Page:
Eruptive activity at the Pu`u `O`o vent of Kilauea Volcano continued unabated during the past week. A familiar pattern of tilt changes in the summit region of Kilauea Volcano and at the Pu`u `O`o cone caused predictable consequences in eruptive activity. The tilt pattern of slow, moderate deflation, followed by rapid, large inflation, then deflation resulted in large breakouts from the lava tube system near the top of the Mother's Day flow. This sequence of events, seen many times in the past, started at 5:10 p.m. on Monday, January 20, and the first breakout was observed at 8:35 p.m. on Tuesday night.

Large surface flows above Pulama pali contain most of the erupted lava with only a small volume flowing through the tubes down to the coast at the West Highcastle entry. The public should be aware that the ocean entry areas could collapse at any time, potentially generating large explosions in the process. The steam clouds rising from the entry areas are highly acidic and laced with glass particles. The National Park Service has erected a rope barricade to delineate the edge of the restricted area. Do not venture beyond this rope boundary onto the lava deltas and benches. Even the intervening beaches are susceptible to large waves suddenly generated during delta collapse; these beaches should be avoided.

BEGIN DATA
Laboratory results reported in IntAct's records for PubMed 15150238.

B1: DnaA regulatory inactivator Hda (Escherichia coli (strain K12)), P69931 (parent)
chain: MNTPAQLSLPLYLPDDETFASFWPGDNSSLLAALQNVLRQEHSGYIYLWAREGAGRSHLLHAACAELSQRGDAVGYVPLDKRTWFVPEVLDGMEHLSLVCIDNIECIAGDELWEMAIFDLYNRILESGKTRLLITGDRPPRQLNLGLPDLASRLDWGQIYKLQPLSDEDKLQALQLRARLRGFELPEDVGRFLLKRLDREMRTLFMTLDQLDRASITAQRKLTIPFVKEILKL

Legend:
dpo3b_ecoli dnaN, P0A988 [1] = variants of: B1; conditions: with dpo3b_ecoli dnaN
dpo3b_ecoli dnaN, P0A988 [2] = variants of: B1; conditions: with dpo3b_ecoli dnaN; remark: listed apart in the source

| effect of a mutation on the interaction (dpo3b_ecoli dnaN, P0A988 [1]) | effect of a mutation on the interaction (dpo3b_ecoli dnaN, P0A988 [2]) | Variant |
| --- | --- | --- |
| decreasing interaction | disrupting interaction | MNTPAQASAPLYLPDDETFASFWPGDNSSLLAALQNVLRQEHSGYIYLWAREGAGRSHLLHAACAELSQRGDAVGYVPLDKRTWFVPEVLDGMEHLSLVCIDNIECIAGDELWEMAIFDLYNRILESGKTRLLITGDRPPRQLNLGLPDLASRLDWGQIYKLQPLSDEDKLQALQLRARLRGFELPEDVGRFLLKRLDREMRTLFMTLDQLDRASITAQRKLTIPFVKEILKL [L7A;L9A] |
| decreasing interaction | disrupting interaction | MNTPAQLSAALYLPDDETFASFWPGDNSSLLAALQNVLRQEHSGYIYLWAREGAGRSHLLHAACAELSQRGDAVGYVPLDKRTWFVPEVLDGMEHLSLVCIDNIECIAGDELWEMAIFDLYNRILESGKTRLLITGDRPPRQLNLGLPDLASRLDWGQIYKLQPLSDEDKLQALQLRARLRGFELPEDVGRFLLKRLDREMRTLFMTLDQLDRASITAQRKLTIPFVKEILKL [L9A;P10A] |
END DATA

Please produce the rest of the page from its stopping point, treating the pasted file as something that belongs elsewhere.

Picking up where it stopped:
One earthquake was reported felt during the past week. Residents of Volcano, Kurtistown, and Glenwood felt an earthquake at 1:55 a.m. on January 23. The magnitude-3.4 earthquake was located 5 km (3 mi) south of Volcano at a depth of 4 km (2.4 mi).

Mauna Loa is not erupting. As mentioned in the article above, the summit region continues to inflate, though the rate of inflation has slowed gradually during the past month or two. The earthquake activity is low, with only 2 earthquakes located in the summit area during the last seven days. skip past bottom navigational bar


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Updated: January 28, 2003 (pnf)